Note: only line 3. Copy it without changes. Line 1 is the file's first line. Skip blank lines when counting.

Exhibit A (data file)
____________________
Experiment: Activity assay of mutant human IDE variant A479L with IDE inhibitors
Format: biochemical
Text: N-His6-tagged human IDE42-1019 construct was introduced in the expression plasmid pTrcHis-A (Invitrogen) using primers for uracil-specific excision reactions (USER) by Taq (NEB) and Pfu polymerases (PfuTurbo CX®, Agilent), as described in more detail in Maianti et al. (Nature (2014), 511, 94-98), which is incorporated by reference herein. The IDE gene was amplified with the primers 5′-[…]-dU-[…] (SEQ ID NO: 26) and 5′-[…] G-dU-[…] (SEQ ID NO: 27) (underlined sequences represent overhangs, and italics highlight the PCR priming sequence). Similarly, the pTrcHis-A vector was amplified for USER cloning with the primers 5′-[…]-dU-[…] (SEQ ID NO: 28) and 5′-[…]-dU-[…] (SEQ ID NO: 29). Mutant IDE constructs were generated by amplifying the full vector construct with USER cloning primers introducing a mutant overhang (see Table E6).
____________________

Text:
Text: N-His6-tagged human IDE42-1019 construct was introduced in the expression plasmid pTrcHis-A (Invitrogen) using primers for uracil-specific excision reactions (USER) by Taq (NEB) and Pfu polymerases (PfuTurbo CX®, Agilent), as described in more detail in Maianti et al. (Nature (2014), 511, 94-98), which is incorporated by reference herein. The IDE gene was amplified with the primers 5′-[…]-dU-[…] (SEQ ID NO: 26) and 5′-[…] G-dU-[…] (SEQ ID NO: 27) (underlined sequences represent overhangs, and italics highlight the PCR priming sequence). Similarly, the pTrcHis-A vector was amplified for USER cloning with the primers 5′-[…]-dU-[…] (SEQ ID NO: 28) and 5′-[…]-dU-[…] (SEQ ID NO: 29). Mutant IDE constructs were generated by amplifying the full vector construct with USER cloning primers introducing a mutant overhang (see Table E6).